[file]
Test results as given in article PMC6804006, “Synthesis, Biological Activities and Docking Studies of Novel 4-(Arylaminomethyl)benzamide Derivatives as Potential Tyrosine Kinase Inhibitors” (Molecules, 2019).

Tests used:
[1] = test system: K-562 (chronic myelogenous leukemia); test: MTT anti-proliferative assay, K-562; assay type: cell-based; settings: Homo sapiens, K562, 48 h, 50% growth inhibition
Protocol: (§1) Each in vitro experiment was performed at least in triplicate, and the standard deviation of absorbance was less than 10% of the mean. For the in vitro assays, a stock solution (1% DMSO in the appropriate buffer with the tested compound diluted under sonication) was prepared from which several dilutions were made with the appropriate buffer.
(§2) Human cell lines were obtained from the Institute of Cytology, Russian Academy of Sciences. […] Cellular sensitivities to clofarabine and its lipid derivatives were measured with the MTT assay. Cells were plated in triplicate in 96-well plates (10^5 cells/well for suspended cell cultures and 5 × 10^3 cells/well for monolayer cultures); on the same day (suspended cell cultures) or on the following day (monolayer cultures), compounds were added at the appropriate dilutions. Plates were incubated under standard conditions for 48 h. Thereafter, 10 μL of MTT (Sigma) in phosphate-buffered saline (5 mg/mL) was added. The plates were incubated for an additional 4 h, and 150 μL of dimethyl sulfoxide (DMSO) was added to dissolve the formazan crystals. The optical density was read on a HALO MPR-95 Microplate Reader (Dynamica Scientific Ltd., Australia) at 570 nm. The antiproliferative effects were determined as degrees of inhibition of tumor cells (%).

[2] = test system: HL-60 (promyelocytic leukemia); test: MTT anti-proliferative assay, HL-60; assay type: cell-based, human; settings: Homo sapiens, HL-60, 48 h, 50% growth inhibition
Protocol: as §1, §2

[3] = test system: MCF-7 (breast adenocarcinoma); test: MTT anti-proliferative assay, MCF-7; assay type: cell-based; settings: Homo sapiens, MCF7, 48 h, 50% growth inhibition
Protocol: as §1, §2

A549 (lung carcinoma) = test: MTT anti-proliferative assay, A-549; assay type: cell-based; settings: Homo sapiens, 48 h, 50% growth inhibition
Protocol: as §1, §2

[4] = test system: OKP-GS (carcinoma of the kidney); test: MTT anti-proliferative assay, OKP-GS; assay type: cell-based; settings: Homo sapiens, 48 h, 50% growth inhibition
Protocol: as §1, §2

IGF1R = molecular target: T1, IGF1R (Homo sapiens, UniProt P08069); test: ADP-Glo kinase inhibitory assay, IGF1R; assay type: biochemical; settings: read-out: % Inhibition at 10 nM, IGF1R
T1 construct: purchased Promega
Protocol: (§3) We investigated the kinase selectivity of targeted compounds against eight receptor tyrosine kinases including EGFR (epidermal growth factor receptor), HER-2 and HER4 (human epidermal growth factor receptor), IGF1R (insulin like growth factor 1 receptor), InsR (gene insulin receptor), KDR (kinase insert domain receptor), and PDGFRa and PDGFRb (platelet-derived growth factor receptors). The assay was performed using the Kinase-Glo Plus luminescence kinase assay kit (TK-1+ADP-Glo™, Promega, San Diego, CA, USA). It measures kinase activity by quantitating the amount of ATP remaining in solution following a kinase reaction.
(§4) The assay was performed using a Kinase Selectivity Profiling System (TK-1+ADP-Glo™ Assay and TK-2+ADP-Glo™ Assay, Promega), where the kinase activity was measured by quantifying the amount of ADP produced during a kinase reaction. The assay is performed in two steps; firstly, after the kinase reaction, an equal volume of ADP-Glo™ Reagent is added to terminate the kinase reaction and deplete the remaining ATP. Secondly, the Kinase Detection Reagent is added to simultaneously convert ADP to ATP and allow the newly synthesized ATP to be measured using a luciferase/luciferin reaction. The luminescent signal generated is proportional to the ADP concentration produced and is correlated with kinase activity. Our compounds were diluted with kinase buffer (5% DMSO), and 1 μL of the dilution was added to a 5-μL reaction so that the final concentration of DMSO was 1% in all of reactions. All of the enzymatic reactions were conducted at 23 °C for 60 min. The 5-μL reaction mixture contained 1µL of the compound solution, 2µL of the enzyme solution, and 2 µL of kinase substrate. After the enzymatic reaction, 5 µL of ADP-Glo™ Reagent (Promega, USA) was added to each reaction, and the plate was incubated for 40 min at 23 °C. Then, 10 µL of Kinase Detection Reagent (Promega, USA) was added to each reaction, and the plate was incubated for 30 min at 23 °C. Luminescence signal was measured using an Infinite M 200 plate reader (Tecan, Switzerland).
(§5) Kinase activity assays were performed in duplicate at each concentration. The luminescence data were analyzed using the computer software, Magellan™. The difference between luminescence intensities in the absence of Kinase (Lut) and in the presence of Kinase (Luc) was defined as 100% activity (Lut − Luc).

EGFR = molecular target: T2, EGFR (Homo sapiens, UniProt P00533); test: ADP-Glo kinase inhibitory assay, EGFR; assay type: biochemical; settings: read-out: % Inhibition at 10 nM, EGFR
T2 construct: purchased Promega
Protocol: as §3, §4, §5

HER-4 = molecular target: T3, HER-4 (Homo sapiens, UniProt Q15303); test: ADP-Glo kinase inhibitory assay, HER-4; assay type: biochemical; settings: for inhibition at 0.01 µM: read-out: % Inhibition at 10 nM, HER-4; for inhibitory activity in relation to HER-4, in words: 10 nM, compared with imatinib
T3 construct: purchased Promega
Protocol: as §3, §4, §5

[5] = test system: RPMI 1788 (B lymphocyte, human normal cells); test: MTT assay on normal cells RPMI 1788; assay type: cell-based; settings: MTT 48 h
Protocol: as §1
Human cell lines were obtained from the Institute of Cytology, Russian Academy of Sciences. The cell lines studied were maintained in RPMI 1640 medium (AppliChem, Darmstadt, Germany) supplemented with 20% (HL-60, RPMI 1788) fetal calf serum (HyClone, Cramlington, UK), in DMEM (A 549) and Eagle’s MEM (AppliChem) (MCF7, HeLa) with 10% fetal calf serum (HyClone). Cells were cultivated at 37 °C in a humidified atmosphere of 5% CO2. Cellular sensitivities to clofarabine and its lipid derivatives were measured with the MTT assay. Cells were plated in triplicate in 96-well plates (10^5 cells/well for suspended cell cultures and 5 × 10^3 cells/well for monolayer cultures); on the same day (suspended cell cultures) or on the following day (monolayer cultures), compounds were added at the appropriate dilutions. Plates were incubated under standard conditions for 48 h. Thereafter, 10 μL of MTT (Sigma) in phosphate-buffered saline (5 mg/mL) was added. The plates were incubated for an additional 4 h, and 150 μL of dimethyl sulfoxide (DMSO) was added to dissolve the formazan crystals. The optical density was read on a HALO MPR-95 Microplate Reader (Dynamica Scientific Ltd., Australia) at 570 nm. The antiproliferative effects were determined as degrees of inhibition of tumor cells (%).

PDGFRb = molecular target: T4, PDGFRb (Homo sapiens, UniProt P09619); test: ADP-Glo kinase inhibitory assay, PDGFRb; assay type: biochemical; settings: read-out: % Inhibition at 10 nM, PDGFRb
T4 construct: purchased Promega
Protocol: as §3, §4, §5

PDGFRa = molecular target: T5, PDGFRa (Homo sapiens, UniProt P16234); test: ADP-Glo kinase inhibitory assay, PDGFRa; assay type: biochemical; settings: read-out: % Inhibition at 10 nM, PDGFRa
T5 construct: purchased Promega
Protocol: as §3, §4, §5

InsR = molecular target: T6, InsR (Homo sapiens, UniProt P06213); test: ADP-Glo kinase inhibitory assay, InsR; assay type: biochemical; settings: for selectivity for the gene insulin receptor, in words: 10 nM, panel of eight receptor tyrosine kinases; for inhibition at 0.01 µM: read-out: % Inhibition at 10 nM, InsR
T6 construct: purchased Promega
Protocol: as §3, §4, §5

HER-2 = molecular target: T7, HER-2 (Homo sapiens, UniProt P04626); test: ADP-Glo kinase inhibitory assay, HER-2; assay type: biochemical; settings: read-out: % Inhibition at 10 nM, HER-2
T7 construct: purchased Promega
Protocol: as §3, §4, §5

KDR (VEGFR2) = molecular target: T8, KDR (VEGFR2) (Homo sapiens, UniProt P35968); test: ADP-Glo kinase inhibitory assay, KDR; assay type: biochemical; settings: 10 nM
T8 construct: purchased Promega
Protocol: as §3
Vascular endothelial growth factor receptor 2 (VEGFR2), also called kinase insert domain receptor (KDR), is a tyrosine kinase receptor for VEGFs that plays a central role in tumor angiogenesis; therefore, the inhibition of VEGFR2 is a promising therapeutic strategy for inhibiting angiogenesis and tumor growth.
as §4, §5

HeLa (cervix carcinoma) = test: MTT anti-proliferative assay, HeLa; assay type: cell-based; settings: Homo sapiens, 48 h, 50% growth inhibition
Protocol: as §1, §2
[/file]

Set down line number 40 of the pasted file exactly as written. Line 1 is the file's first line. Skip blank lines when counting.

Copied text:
KDR (VEGFR2) = molecular target: T8, KDR (VEGFR2) (Homo sapiens, UniProt P35968); test: ADP-Glo kinase inhibitory assay, KDR; assay type: biochemical; settings: 10 nM